How quickly the mess in Washington this week moves from impasse to crisis to emergency to disaster to catastrophe depends on whether you are an observer or a participant.
People looking at the politics of the situation can use all of those words to describe the chaos that legislative stubbornness has unleashed across the country, but the 800,000-plus federal workers and government contract laborers now home without pay aren’t getting a civics lesson so much as a test of their emergency-finance system.
Studies have shown that nearly two-thirds of Americans say they live paycheck-to-paycheck; for them, a furlough, delayed paycheck, an uncovered medical bill or a retirement benefit check that arrives late could be a very real, financially destabilizing problem.
While those affected are in the early stages of dealing with the problem, the government shutdown should serve as a national warning that individuals need to stress-test their finances against furlough and layoff.
Everyone has a very personal way that the current government situation could become worse and hit home. While the shutdown doesn’t threaten Social Security payments, those could be under fire if politicians can’t get together to raise the debt ceiling before its upcoming deadline. A prolonged shutdown will have economic ripples that could cost people outside of the public sector their jobs, and more.
Nothing quite brings your personal financial circumstances into focus better than seeing whether they could get a lot worse with just a little bit of economic and political misadventure.
If you are a furloughed worker, you have no choice but to see your finances put to the test. For everyone else, commiserate with the affected workers by feeling their pain, because in today’s economy, there’s a decent chance that layoffs, furloughs, forced early retirements and more could be in your future.
So, as long as the budget impasse persists, set your own paycheck aside untouched, as if it never came, and see how long you can go without a paycheck before you feel the pinch, before it feels like you’re in crisis mode, or worse.
If you can’t miss a pay period without feeling pinched or racking up debt, you need to get a handle on where the money is going, and think about how to change your habits so that long-term financial discomfort is not inevitable. Considering how many people need their next paycheck to pay the bills, missing a full check is surprisingly likely to feel like a panic.
With that in mind, as you stow the paycheck — putting it into an emergency fund if you don’t have one and can make it through a pay period or more without it — consider the following questions:
• Are my resources sufficient to weather real problems that last longer than this test? If missing a single paycheck has you feeling tapped out or worse, you don’t have a sufficient cushion. The wrong time to find that out is when the next headline has a direct effect in your house.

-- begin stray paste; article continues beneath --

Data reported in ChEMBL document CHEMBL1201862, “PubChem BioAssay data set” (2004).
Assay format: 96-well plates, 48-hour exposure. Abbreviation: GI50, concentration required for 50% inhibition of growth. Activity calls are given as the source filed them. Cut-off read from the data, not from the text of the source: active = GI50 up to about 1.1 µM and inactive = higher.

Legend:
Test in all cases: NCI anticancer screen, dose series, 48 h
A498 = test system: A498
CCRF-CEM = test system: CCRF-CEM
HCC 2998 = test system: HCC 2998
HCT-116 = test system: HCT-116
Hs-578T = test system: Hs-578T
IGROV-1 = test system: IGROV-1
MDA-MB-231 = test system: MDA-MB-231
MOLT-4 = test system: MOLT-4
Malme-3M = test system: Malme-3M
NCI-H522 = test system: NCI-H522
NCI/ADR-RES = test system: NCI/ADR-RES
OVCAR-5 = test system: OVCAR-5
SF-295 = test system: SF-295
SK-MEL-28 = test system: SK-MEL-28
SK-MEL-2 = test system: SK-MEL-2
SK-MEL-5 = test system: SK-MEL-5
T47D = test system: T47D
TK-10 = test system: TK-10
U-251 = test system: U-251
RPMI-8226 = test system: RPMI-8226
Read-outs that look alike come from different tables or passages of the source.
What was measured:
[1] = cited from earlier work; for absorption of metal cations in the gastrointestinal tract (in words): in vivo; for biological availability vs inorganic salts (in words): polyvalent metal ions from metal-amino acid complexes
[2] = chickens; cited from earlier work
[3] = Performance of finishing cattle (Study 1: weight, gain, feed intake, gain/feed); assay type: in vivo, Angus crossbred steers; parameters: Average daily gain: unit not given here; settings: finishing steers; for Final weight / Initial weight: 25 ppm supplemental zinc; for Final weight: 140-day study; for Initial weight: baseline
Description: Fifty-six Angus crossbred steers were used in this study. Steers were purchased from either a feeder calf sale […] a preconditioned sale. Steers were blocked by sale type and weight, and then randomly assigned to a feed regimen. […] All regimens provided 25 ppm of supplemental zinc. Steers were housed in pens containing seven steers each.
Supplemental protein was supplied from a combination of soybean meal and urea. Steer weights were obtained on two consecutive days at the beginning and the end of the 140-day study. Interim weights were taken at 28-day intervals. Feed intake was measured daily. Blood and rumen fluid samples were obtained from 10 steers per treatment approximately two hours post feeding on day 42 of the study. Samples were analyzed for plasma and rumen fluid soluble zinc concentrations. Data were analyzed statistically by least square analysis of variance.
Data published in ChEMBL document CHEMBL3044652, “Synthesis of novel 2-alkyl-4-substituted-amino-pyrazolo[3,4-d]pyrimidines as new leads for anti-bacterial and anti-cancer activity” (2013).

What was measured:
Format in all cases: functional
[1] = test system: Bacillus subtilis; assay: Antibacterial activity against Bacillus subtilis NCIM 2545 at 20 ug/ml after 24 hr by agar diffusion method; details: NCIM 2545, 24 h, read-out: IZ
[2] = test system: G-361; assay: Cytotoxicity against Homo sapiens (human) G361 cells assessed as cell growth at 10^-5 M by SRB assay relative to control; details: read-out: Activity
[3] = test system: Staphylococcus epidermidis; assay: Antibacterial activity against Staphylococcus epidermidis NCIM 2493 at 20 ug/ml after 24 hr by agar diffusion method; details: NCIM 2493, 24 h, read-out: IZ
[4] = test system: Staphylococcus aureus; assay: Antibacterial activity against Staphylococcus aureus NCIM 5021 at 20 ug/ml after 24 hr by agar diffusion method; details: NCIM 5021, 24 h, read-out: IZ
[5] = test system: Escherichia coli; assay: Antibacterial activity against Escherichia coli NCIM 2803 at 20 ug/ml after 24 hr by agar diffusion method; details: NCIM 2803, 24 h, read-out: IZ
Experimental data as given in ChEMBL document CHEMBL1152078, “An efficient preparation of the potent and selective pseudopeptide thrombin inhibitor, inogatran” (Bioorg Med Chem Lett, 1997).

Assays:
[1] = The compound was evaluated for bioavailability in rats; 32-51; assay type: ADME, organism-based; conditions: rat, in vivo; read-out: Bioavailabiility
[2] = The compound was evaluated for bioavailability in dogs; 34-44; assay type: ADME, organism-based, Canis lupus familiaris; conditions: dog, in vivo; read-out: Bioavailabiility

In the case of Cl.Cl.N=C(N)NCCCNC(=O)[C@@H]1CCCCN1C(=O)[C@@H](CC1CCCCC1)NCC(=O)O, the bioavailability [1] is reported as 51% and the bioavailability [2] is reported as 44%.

• How do I avoid the problem? Political change — if you could throw the bums out — doesn’t guarantee improvement; only increasing your savings does. Change some habits, find ways to squirrel away bits of money and let time work for you; then, the next time there’s some crisis caused by Washington — and there’s always another one — you can do this same exercise again and measure your progress.
• If I can survive without one check, what’s stopping me from increasing my savings? If missing a few days of pay doesn’t stress your ability to pay the bills, then nothing should be standing in the way of increasing your retirement or emergency set-asides. Further, the headlines coming out of Washington should be additional motivation to protect yourself.
Think of your layoff plan as a decision about which expenses get a spot in your financial lifeboat.
• What could I do without, financially speaking, before damaging my quality of life? Review where your money is going; tally up all bills due, plus all regular expenses; without money coming in, consumers must reconsider everything they are paying for.
That tracking of spending should leave behind a list that can be broken into priorities, necessities and niceties. Examine that list to see what you would cut if you went without pay for 7 days, 30 days, 60 days and so on. Look for places to save money, cut expenses and improve your standing.
You have to pay the utility bills, for example, but you might save money by bundling services, cutting usage and more. That’s an easy first cut; eliminating services altogether comes only after a crisis has lingered.
Don’t just look at your spending. Consider how you pay the bills, and what you would do to maintain a good credit rating even at a time of financial stress. You will want to pay bills on time but might consider paying just the minimum. Don’t be afraid to call creditors to set it up so that your heaviest bills are not all due at the same time of the month, making it easier for you to weather small storms.
“If you don’t just watch the news but think about how you would get through something like this, then this is a good test for your finances and your risk tolerance and your ability to get through a disaster,” said Rui Yao, assistant professor of personal financial planning at the University of Missouri. “There’s always some problem, and it always affects someone. You should be thinking about what would you do if happens to you, so that you can be prepared when it does.”Chuck Jaffe is senior columnist for MarketWatch. He can be reached at email@example.com or at Box 70, Cohasset, MA 02025-0070.